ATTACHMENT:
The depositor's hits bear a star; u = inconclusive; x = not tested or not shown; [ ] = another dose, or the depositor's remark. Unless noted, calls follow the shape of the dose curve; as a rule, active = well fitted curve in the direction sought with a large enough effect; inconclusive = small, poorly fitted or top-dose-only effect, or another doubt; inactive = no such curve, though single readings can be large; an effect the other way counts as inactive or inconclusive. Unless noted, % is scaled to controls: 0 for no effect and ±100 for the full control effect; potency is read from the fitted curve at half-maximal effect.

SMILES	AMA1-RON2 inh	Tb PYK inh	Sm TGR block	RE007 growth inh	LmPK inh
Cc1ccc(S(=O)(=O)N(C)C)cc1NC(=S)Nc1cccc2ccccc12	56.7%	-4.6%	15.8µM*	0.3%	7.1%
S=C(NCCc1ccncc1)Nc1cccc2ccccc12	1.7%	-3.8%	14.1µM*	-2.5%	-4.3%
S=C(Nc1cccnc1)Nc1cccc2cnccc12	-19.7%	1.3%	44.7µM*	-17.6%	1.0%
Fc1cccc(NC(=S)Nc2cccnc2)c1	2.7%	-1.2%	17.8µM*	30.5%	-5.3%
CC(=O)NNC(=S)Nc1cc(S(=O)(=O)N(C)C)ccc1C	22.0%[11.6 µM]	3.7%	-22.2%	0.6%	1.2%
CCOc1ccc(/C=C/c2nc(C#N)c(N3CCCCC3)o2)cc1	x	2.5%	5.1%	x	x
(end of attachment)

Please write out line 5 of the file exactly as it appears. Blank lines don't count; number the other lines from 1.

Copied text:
S=C(Nc1cccnc1)Nc1cccc2cnccc12	-19.7%	1.3%	44.7µM*	-17.6%	1.0%